31 maio 2014 An A-Z of Dysfunctional ELT: C is for…
#3: C is for Coursebooks
Sadly, there are coursebooks whose job seems to be to perpetuate or reinforce stereotypes, like the one below. Happily, that’s not the case in mainstream publishing. Instead we have generic pap – UHT coursebooks aimed at everyone and landing nowhere.
ELT publisher seem to be a bit like political parties – all fighting for the same centre ground, coming up with policies (or products, in this case) which are designed to be inoffensive and look good. They end up appealing to no-one in particular and become the same as musak in supermarkets – something that has to suffered in order to get past the checkout.
Inside we have the same recycling of themes and and ideas. Students and teachers are pretty tired of the ENVIRONMENT, as they have grammared it and lexicalised it for years and years across multiple coursebooks and multiple publishers. Does this worthiness make the planet a better place? I suggest the opposite, we end up hating the bloody Amazon or whatever bit of the planet the book focusses on. And how many times does a teenager need to see Edinburgh castle or Stonehenge? And why insist on the exact same structure for every unit? That’s just makes it seem even more predictable and boring than it already is.
And what’s with those inane soap operas in those coursebooks aimed at mostly teens? You know the ones, the homogeneous group of friends who are trying to save the youth centre, or get a talent show organized, often with a bit of love interest or jealousy thrown in. With terrible acting. Starting every unit. EVERY unit!? Are we supposed to take them seriously? Are the students supposed to take them seriously? They can be a good source of poking fun at the writing and acting, but I’m not sure that’s their purpose. Where are the teens stuck in the middle of a messy divorce, those struggling with their sexuality, those fighting cancer, the bullying, or those who suffer the shame of having an outdated phone? There’s real drama in real life that real teenagers might recognise.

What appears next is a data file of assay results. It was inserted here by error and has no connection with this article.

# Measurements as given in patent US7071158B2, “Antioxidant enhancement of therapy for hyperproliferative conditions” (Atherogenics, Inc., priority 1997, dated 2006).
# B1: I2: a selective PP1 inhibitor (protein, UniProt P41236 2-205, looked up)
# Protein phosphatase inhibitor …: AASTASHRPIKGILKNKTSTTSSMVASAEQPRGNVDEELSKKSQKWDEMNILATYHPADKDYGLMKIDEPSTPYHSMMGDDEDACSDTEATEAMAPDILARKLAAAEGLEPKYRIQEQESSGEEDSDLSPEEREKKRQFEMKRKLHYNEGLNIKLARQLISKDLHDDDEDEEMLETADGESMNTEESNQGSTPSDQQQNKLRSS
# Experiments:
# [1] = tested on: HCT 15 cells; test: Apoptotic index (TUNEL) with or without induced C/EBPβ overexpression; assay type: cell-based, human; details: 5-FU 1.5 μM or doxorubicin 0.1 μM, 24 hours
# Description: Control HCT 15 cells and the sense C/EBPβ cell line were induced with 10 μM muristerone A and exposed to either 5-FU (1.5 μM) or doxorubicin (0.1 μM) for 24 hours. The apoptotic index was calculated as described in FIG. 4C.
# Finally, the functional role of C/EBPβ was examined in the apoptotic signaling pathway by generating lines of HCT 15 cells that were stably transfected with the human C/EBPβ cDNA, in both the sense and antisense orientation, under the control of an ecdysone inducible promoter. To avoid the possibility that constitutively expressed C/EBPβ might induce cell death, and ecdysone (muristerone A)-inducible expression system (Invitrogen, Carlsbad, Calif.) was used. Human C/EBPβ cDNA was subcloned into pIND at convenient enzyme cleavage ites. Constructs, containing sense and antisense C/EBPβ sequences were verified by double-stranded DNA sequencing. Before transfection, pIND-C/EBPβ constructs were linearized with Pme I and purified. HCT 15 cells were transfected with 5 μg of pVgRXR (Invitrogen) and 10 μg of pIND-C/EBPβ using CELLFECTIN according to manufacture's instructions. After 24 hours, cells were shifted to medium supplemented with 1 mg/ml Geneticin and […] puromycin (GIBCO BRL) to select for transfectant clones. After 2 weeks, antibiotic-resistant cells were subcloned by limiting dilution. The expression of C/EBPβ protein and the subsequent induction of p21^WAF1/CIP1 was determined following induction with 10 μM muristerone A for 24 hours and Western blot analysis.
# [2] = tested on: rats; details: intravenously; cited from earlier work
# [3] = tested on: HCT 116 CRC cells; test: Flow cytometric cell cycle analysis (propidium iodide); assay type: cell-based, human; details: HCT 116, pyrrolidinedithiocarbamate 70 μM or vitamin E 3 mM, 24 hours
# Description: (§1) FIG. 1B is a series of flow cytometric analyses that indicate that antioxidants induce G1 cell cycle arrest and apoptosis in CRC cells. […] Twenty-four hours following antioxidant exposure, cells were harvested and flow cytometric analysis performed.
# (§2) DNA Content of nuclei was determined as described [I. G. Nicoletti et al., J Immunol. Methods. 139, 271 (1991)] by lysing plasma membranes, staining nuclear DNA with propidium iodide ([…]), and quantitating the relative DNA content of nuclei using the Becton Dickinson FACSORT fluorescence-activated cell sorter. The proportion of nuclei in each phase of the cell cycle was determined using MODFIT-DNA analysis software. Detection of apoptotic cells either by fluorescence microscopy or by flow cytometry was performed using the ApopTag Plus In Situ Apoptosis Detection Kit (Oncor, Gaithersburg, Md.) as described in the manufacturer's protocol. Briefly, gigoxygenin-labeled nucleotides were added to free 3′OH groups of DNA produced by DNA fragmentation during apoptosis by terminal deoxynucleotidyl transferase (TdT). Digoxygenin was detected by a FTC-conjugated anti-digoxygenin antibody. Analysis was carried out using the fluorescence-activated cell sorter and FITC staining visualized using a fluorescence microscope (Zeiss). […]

Talking of recordings, I’ve just been using a coursebook where the publisher was a bit lazy when it came to finding variety in voice talent, using the same voices in many disparate recording. One lovely distinct voice used again and again meant we ended the semester with a vision of a chicken-rearing, laughter therapist who was also an active amateur scientist.
Almost finally, please can we have more space, please, please, please? What’s the point of gapped sentences if there’s not enough space to write in? Why not have blank pages alternating with content for the students to write on?
There’s a lot more I could drivel on about, most of it no doubt wrong-headed and bad-tempered, but let’s end with two things: the prices we pay.
The average price of a mainstream coursebook in Brazil is between 130-180, and that’s not including the workbook or other additional items. That’s up to 25% of the minimum salary. Think about that for a minute.
The other price we pay is even heavier. The COURSEBOOK is an AUTHORITY. If we let it, it can take control away from us and leave us as mere automatons A teacher’s job is to bring the material to life, to make it relevant, to make it interesting, to personalise it,to lift it from the pages and into the dynamic of the classroom. It is, isn’t it? We do that for our students, and we owe it to ourselves to take the coursebook as a challenge – bend it, warp it, adapt it, and improve it.